5. This particular develpoer has appeared to be confrontational from the beginning and now they talk of mediation by the UMB. I’m hoping the city sticks to the city plan and prevents the developer from playing their games

  6. With having already ruined our virgin waterfront allowing such a massive development of Bridgewater, I believe it is time to hold strong on original plans for the Martha/Lakeshore high-rise. From 4, to agreeing on 8 levels is more than sufficient. 26 should be flat and outright turned down. Stand firm on 8, or have them move on to other sites!!!!!!!!!!!!!!!!!This is a no brainer!!

  7. How did this request ever get this far – from Official Plan max. 8 storeys to 26 storeys !!?? I think most people are of the opinion that once issues get to the OMB it is already a “done deal” – maybe, just maybe this time it will be a positive outcome for the people of Burlington and not the developer. I support Marianne and other Council for taking a stance.

  8. They are going to lose their appeal to the OMB because their proposal is ludicrous and violates many of the local building codes. They can almost certainly look forward to a lawsuit from the condo next door. The OMB is also about to have their authority over these decisions curtailed. I do not approve of any compromise with these people. I do not feel that the city should negotiate anything except strict adherance to the local bylaws.

  9. I agree that mediation, or in this case where negotiation with ADI failed, at least an attempt at mediation, is preferred to litigation.

    But the ADI request for mediation seems strange, and to me, devious, given the just completed negotiation failure.

    I share the Councilor view, shared elsewhere here, that a settlement just cannot be something picked out of the air. It must conform to some existing OP and zoning metrics, of appropriate scale, that we already have in our applicable policy framework.

    I’m not a fan of notions of so-called “good planning” because you can buy whatever opinion you want as to what this is. I have read numerous planning justifications written by developer consultants, and they always, always, say the proposals constitute “good planning”.

    That’s what they are paid to say, so no surprise. I just get tired of seeing this called professional “expert” planning opinion, and thus admissible in litigation as credible, when it’s so often just concocted crap.

    And I agree with the concern that discussion now goes behind closed doors and the public has no input. This to me is another continuing part of the ADI stealth strategy to undermine resistance to their plan by excluding some voices that might oppose it. No transparency here.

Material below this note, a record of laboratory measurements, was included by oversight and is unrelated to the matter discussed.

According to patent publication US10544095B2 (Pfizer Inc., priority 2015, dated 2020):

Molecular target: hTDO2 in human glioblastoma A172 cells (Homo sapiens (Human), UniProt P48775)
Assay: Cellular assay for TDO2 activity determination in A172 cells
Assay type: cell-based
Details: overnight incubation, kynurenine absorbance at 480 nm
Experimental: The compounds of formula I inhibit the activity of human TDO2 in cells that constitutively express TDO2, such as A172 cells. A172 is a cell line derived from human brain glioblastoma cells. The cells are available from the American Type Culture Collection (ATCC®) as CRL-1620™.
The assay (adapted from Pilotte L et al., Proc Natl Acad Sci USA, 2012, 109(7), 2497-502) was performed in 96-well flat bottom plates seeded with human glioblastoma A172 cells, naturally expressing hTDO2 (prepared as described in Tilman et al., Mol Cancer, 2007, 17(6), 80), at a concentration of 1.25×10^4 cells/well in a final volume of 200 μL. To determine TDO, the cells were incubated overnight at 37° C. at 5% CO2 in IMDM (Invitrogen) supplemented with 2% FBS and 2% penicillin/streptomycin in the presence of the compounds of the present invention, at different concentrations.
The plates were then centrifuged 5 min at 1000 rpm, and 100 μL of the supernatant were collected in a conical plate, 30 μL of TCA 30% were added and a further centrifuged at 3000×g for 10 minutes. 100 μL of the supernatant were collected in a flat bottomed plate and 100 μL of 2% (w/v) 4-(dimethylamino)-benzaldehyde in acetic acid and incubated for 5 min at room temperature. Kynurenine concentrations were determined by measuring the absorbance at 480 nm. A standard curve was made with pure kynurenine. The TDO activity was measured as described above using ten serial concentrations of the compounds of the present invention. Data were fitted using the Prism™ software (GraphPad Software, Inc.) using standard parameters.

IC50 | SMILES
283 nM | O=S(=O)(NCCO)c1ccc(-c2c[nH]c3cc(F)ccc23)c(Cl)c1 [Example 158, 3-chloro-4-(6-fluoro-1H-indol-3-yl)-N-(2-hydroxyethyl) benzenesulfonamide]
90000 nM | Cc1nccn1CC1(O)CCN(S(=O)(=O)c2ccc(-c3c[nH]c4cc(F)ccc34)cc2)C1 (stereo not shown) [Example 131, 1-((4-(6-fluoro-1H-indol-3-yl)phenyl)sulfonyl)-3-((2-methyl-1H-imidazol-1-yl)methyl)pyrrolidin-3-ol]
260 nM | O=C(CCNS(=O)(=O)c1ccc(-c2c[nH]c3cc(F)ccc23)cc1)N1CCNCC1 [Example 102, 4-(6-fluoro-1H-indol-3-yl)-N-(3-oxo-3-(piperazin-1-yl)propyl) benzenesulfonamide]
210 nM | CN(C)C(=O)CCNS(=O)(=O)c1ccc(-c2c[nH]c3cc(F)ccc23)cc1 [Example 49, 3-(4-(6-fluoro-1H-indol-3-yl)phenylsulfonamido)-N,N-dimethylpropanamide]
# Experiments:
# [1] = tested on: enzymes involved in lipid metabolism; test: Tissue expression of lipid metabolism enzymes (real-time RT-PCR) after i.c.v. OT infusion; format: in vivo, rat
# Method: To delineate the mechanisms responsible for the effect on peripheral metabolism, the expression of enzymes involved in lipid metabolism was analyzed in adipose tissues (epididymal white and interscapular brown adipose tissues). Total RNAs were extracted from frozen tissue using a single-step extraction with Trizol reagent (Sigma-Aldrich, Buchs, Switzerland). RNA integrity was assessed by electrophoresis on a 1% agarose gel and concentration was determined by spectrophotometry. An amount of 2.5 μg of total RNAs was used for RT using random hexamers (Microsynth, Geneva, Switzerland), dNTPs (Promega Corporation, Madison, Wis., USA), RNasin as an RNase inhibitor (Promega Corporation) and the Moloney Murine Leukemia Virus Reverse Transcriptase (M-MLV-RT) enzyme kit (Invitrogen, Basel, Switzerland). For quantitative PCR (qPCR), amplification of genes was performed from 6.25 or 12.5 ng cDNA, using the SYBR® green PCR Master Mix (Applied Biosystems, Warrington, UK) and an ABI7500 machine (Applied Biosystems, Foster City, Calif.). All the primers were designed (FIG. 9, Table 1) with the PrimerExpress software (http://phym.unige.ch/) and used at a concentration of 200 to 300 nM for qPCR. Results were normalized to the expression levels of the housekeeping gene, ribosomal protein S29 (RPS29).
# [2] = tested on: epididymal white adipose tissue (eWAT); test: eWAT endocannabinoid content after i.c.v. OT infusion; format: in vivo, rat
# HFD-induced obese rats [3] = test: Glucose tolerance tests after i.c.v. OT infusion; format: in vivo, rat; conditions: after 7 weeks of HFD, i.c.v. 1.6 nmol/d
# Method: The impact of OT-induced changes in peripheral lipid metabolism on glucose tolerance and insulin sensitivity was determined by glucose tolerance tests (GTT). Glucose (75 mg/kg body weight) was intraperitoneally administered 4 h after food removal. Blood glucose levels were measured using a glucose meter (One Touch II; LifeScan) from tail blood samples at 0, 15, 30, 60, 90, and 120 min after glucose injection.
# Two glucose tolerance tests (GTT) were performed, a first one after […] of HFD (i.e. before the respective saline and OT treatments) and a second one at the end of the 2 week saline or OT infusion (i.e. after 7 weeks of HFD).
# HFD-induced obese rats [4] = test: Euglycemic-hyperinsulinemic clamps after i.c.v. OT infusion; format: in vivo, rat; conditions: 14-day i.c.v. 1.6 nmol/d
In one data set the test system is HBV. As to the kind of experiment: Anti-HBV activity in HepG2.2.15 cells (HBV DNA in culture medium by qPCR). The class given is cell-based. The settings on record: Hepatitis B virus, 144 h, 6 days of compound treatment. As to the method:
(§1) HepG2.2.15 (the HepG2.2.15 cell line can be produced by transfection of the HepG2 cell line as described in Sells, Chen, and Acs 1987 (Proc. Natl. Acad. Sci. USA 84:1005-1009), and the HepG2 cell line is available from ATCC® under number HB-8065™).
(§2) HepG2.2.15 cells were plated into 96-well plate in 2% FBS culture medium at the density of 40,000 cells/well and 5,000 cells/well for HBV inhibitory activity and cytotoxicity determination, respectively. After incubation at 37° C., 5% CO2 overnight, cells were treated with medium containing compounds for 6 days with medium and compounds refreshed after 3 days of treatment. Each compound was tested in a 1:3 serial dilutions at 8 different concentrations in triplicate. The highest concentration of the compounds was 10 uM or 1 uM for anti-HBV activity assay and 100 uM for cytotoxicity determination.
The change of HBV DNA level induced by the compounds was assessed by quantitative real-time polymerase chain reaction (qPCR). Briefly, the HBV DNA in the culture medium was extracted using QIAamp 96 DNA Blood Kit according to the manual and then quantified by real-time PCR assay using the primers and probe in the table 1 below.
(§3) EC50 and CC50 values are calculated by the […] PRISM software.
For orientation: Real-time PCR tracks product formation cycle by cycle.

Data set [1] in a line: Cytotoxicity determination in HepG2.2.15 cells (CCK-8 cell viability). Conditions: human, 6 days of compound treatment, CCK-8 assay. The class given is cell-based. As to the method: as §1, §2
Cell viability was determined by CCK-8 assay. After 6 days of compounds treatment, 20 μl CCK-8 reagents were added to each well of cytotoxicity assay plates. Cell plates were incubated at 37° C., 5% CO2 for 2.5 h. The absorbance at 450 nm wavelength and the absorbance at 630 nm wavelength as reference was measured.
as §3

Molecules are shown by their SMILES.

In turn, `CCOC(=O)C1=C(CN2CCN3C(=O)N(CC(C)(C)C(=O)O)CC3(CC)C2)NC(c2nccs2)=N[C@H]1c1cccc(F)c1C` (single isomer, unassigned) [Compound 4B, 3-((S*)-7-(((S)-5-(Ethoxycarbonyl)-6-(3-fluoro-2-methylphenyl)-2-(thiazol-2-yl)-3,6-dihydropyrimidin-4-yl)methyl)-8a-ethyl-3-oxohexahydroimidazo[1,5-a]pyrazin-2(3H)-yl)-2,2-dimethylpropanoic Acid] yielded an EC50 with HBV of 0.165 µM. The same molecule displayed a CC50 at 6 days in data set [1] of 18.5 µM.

I just don’t trust a process that eliminates opposition.

  10. We agree !!!!, mediation is better than a hearing at the OMB.

    It’s extremely important the city is able, or at least attempts all avenues to negotiate a mutually expectable solution to this and other development proposals. There are times when it’s difficult even impossible however, in those instances we have the OMB to mediate and if necessary make those decisions for us.

    Whatever finally gets approved and built won’t be something simply picked from the air, it will be decided on the applicable policies, good planning and will ultimately benefit the city.

  11. It is essential that Burlington stand up to this developer and do everything necessary to prevent this unreasonable project from proceeding, and whatever project does proceed it falls within the current zoning regulations that are in place. It is a shame that precedents have been set that result in exactly this type of avaricious development against the wishes of elected council and the people of Burlington. I am afraid downtown Burlington will someday be a “Manhattan Island” at the end of Lake Ontario.

  12. I’m not sure what the difference is between an OMB-led mediation and a formal OMB hearing. Is the former non-binding? Also, can the mediation in any way influence a subsequent hearing? I’m sure ADI knows and that this is somehow part of their strategy to advance their planned 26-storey development!

    I fully support your stance Marianne, because this high-profile file will significantly impact future developer – planning department negotiations and thereby our City, unless of course the OMB’s role/ power is drastically reduced in the meantime. We can only hope!

What's your take?